Impact of Dopamine Infusion on Insulin Secretion in Healthy Subjects

This study is currently recruiting participants. (see Contacts and Locations)
Verified February 2014 by Albert Einstein College of Medicine of Yeshiva University
Sponsor:
Information provided by (Responsible Party):
Rubina Heptulla, Albert Einstein College of Medicine of Yeshiva University
ClinicalTrials.gov Identifier:
NCT02053935
First received: February 3, 2014
Last updated: NA
Last verified: February 2014
History: No changes posted
  Purpose

This is a clinical study of a drug named dopamine and how it affects our bodies ability to make and secrete insulin. Insulin is a hormone made in the pancreas that helps our body regulate sugar levels. We think that this drug decreases the amount of insulin our body makes and causes our sugar levels to be high. When you are critically ill there can be many adverse effects if you have sugar levels that are too high.


Condition Intervention Phase
Hyperglycemia
Sepsis
Drug: Dopamine
Phase 1

Study Type: Interventional
Study Design: Endpoint Classification: Pharmacodynamics Study
Intervention Model: Single Group Assignment
Masking: Open Label
Primary Purpose: Treatment
Official Title: Impact of Dopamine Infusion on Insulin Secretion in Healthy Subjects

Resource links provided by NLM:


Further study details as provided by Albert Einstein College of Medicine of Yeshiva University:

Primary Outcome Measures:
  • insulin secretion [ Time Frame: 4 hours ] [ Designated as safety issue: No ]
    Insulin secretion will be assessed via glucose infusion requirement during a hyperglycemic clamp. Insulin and c-peptide levels will be monitored. Insulin secretion will be attenuated by 30% from baseline in subjects receiving dopamine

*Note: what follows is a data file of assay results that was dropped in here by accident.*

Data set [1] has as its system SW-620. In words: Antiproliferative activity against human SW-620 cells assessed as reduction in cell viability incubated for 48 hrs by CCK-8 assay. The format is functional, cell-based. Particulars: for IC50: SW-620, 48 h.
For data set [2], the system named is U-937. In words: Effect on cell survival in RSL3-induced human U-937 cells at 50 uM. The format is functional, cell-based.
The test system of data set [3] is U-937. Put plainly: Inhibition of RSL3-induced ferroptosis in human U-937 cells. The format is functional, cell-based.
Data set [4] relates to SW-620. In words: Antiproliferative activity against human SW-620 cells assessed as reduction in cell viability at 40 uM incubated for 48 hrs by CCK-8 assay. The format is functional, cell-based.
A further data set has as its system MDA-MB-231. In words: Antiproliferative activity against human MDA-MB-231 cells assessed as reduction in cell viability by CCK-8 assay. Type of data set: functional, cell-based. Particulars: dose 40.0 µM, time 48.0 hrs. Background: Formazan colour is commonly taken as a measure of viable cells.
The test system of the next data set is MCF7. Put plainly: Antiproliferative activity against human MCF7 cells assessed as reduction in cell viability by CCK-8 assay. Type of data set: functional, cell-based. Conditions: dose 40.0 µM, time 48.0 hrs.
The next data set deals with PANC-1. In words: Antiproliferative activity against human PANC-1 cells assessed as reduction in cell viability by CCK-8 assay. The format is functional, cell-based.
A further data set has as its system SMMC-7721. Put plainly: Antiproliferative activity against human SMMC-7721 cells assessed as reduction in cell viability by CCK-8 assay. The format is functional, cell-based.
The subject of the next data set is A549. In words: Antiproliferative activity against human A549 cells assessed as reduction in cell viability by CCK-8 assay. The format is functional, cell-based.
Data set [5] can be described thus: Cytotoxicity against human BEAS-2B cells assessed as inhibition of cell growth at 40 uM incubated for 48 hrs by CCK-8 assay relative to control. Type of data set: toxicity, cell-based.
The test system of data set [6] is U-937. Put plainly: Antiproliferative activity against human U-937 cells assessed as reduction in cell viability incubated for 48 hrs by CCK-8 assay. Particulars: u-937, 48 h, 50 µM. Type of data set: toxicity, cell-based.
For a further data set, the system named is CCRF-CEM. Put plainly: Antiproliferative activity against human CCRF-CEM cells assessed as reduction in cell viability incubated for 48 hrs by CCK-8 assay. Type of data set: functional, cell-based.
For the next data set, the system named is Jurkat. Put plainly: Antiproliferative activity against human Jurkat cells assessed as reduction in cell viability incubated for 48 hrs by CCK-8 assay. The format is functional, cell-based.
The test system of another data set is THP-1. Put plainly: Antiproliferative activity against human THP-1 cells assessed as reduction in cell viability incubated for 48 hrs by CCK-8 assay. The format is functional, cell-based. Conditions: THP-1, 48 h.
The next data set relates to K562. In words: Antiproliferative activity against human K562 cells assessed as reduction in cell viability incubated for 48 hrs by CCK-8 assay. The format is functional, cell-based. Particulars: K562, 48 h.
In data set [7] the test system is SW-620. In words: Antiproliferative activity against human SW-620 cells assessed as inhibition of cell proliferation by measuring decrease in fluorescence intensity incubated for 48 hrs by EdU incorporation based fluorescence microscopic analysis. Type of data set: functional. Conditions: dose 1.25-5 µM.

Secondary Outcome Measures:
  • counter-regulatory hormones [ Time Frame: 4 hours ] [ Designated as safety issue: No ]
    Counter-regulatory hormone concentrations before, during and after dopamine infusion


Estimated Enrollment: 15
Study Start Date: December 2013
Estimated Study Completion Date: August 2014
Estimated Primary Completion Date: August 2014 (Final data collection date for primary outcome measure)
Arms Assigned Interventions
Dopamine
All patients will receive the same intervention.
Drug: Dopamine
Each subject will receive a priming dose of dextrose 20% to increase their glucose concentration by 125 mg/dl in the first 15 minutes. Then they will receive variable rates of dextrose 20% infusion to maintain glucose level at 180-220 mg/dl. Then, dopamine (200mg/250ml) will be titrated up to 5 mcg/kg/min with care not to increase blood pressure greater than 160 systolic. Dopamine will be infused for 3 hours.

Detailed Description:

Rationale Role of dopamine infusion on pancreatic beta cell function in health and disease remain undetermined in humans. Increasingly, hyperglycemia in the critical care arena bodes poorly on health outcomes.

This study for the first time investigates the role of dopamine infusion in health and has the potential to guide larger studies on impact of dopamine use in critical illness.

Study Design This project will be a prospective, single-center trial to determine the effect of dopamine in healthy subjects using the hyperglycemic clamp.

Study Procedures:

After signing informed consent subjects will undergo screening at the clinical research center after an overnight fast. At this visit, a complete history and physical exam including vital signs, height, weight, BMI, waist circumference will be obtained. Cardiac conditions will be screened using an EKG. Baseline labs will be drawn at this visit, including CBC, chemistry, liver function tests, hemoglobin AIC, thyroid function tests, lipids and cortisol. Females will have a urine beta HCG.

Subjects that meet study criteria will return within 30 days of screening to the clinical research after an overnight fast. One large bore (20 gauge) venous cannula will be inserted in the antecubital fossa for infusion of dopamine and dextrose 20% intravenous solution. Another cannula will be inserted in the contralateral arm for frequent blood sampling.

Insulin sensitivity will be determined using the gold standard hyperglycemic clamp as previously described (DeFronzo, 1979).13 Each subject will act as their own control and receive placebo infusion followed by dopamine infusions.